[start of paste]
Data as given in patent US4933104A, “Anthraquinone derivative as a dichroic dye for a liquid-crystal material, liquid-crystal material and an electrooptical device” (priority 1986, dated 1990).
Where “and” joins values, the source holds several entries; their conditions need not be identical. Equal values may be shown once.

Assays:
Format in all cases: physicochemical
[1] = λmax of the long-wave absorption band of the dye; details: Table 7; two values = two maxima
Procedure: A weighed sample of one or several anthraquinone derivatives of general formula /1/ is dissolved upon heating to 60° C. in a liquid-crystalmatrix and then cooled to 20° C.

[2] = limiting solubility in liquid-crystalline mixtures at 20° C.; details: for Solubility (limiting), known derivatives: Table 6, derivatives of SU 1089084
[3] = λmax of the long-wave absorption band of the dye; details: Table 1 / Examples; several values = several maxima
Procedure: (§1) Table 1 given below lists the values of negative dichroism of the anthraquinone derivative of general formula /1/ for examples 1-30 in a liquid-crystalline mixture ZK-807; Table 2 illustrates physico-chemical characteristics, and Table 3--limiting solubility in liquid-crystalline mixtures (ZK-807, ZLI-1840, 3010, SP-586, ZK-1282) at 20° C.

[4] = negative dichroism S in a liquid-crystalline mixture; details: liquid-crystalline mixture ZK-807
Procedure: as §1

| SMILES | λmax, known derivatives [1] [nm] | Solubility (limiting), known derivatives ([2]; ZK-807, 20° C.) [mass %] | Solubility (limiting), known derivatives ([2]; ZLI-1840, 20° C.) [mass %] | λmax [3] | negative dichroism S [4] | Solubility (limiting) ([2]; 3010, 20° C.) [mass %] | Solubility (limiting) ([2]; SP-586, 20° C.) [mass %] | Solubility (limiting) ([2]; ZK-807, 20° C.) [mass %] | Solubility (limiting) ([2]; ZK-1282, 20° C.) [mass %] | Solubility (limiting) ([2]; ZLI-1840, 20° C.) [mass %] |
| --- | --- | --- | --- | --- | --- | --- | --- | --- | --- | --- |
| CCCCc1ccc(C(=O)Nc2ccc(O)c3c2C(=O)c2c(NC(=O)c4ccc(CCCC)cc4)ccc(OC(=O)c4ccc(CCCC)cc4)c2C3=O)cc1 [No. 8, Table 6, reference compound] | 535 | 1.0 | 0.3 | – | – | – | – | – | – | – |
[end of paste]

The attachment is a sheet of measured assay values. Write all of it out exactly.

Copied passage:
Data as given in patent US4933104A, “Anthraquinone derivative as a dichroic dye for a liquid-crystal material, liquid-crystal material and an electrooptical device” (priority 1986, dated 1990).
Where “and” joins values, the source holds several entries; their conditions need not be identical. Equal values may be shown once.

Assays:
Format in all cases: physicochemical
[1] = λmax of the long-wave absorption band of the dye; details: Table 7; two values = two maxima
Procedure: A weighed sample of one or several anthraquinone derivatives of general formula /1/ is dissolved upon heating to 60° C. in a liquid-crystalmatrix and then cooled to 20° C.

[2] = limiting solubility in liquid-crystalline mixtures at 20° C.; details: for Solubility (limiting), known derivatives: Table 6, derivatives of SU 1089084
[3] = λmax of the long-wave absorption band of the dye; details: Table 1 / Examples; several values = several maxima
Procedure: (§1) Table 1 given below lists the values of negative dichroism of the anthraquinone derivative of general formula /1/ for examples 1-30 in a liquid-crystalline mixture ZK-807; Table 2 illustrates physico-chemical characteristics, and Table 3--limiting solubility in liquid-crystalline mixtures (ZK-807, ZLI-1840, 3010, SP-586, ZK-1282) at 20° C.

[4] = negative dichroism S in a liquid-crystalline mixture; details: liquid-crystalline mixture ZK-807
Procedure: as §1

| SMILES | λmax, known derivatives [1] [nm] | Solubility (limiting), known derivatives ([2]; ZK-807, 20° C.) [mass %] | Solubility (limiting), known derivatives ([2]; ZLI-1840, 20° C.) [mass %] | λmax [3] | negative dichroism S [4] | Solubility (limiting) ([2]; 3010, 20° C.) [mass %] | Solubility (limiting) ([2]; SP-586, 20° C.) [mass %] | Solubility (limiting) ([2]; ZK-807, 20° C.) [mass %] | Solubility (limiting) ([2]; ZK-1282, 20° C.) [mass %] | Solubility (limiting) ([2]; ZLI-1840, 20° C.) [mass %] |
| --- | --- | --- | --- | --- | --- | --- | --- | --- | --- | --- |
| CCCCc1ccc(C(=O)Nc2ccc(O)c3c2C(=O)c2c(NC(=O)c4ccc(CCCC)cc4)ccc(OC(=O)c4ccc(CCCC)cc4)c2C3=O)cc1 [No. 8, Table 6, reference compound] | 535 | 1.0 | 0.3 | – | – | – | – | – | – | – |